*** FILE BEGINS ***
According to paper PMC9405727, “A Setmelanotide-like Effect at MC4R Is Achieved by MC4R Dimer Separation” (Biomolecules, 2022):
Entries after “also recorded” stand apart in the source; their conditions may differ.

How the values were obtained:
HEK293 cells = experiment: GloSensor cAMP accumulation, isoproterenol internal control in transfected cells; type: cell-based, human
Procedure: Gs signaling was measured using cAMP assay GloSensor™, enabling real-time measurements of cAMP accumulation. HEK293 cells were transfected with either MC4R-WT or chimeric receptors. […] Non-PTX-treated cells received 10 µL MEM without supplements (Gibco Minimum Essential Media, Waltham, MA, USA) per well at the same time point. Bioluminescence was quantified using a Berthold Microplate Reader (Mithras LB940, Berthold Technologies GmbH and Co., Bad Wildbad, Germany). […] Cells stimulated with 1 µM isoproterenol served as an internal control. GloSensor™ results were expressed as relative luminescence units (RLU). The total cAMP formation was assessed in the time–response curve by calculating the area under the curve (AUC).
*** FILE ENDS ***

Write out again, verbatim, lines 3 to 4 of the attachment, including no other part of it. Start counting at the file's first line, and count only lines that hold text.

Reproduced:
How the values were obtained:
HEK293 cells = experiment: GloSensor cAMP accumulation, isoproterenol internal control in transfected cells; type: cell-based, human